If you insist on doing your part to keep rolling shrugs in style, at least roll your shoulders backward when you do them. That way you can say you do it to give your scapular retractors (rhomboids, middle, and lower traps) a little extra work. No, it doesn't work them well at all since the resistance is going down and your retractors pull back, but hey, at least it's something.

4. Twisting Sit-ups

twisting-crunch

Many people do twisting sit-ups to target both the rectus abdominus (abs) and the obliques at the same time. Killing two birds with one stone? Makes perfect sense, but there's a problem.

When you do a sit-up – or a full crunch where your lower back doesn't stay flat on the ground – your lumbar spine rounds forward, which is called flexion. The problem is, spinal flexion puts a lot of pressure on the intervertebral discs.

But there's one specific motion that's farmore dangerous to discs than flexion: flexion combined with rotation. Unfortunately, that's the exact motion you're doing when you do sit-ups with a twist.

Flexion with rotation pushes the nucleus pulposus – the jellylike center – of the disc posterolateral (back and to the side), which is precisely where discs tend to herniate.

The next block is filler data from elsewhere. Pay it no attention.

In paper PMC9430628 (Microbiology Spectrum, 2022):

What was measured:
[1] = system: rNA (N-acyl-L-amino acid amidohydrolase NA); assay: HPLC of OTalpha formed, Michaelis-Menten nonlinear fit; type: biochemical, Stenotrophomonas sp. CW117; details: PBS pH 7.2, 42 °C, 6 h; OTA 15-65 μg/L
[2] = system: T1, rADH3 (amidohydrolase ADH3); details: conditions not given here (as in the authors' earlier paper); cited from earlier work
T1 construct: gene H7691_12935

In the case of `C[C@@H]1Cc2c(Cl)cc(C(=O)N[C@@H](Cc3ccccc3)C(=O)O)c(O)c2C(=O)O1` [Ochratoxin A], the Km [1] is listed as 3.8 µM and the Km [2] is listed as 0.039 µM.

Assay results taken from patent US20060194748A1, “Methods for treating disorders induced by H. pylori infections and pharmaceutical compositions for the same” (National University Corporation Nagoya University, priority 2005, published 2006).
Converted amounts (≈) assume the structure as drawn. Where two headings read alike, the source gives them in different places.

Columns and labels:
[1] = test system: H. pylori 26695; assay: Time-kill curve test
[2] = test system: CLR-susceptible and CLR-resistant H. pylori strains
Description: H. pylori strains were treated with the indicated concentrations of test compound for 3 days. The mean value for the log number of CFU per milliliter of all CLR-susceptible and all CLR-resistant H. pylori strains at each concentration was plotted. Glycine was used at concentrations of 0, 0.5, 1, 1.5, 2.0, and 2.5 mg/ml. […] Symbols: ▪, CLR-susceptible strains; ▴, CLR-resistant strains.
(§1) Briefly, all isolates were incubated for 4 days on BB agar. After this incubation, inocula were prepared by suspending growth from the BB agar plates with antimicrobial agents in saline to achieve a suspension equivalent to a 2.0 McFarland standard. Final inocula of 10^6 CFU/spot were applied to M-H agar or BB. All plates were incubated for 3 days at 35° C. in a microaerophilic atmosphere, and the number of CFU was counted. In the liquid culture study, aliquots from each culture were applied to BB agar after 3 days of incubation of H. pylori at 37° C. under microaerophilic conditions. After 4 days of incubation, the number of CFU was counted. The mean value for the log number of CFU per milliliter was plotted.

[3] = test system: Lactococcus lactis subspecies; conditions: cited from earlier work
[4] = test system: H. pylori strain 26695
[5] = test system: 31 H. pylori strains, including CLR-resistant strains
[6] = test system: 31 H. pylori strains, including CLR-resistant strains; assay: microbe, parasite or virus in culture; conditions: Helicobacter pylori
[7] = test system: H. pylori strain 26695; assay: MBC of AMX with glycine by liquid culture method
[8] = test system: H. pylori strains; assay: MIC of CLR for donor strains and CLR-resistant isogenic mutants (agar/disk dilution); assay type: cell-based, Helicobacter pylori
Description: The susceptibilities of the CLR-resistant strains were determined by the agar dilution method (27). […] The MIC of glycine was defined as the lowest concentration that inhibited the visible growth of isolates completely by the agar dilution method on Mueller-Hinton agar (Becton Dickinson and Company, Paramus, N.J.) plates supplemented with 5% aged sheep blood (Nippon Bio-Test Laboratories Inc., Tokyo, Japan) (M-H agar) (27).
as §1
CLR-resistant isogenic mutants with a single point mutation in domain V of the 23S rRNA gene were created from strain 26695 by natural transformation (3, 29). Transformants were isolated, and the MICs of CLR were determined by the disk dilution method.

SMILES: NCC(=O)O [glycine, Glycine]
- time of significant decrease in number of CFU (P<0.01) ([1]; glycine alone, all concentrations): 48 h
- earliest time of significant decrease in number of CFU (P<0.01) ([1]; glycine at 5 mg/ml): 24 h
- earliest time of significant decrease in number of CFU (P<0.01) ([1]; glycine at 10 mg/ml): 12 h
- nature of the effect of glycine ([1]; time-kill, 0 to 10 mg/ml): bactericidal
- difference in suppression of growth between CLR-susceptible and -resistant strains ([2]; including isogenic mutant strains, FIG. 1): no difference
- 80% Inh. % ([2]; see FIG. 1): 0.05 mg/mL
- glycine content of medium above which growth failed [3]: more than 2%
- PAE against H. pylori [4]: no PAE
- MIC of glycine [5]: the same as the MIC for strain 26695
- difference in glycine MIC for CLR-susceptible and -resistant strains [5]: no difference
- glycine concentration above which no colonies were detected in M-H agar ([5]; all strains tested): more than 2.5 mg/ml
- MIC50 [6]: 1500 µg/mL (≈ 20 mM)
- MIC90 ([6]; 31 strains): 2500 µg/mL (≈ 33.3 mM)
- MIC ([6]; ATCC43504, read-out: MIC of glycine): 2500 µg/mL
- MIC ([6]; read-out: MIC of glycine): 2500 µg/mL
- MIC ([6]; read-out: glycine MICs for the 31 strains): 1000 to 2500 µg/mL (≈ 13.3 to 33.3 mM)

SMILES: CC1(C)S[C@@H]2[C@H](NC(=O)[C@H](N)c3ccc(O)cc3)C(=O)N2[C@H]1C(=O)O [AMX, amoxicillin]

Unless you actually want a herniated disc – and experience the numbness, tingling, and excruciating pain that goes with it – avoid sit-ups with a twist, or anyspinal flexion combined with rotation.

5. Stiff-Legged Deadlifts with a Rounded Back

stiff-deadlift

As I mentioned above, spinal flexion (rounding your lower back) really puts a lot of undue stress on the nucleus pulposus of the discs. In addition to flexion with rotation, there's yet another type of stress that's even worse than flexion alone: flexion with compression.

Flexion with compression could also be stated as flexion under load. For example: doing a barbell stiff-legged deadlift with a rounded back. (Just picturing that as I type it makes me cringe!)

It's one thing to round your back while you're bending over to touch your toes, but it's a far more dangerous situation when you do that with added resistance! The compressive forces of the weight exponentially increase the force placed on those poor, poor discs of yours.

Doing a stiff-legged deadlift with a rounded back is basically askingfor a herniated disc!

And don't think just because you've done that before and didn't herniate a disc that you never will. Disc herniations are essentially repetitive-use injuries that occur gradually over time. That's why it's so important to protect your lower back from the very beginning of your training career.

Besides stiff-legged deadlifts, people tend to round their backs on squats, bent-over rows, and low-cable rows. No matter the exercise, make sure to keep your back flat during every movement, especially if there's added resistance involved.

Stimulate... Safely

Remember, an exercise that may be good for your musclesmay be damaging to your joints. The above five exercises have no place in your routine if you have long-term results in mind!

Source

Shoulder Impingement Syndrome

12/30/10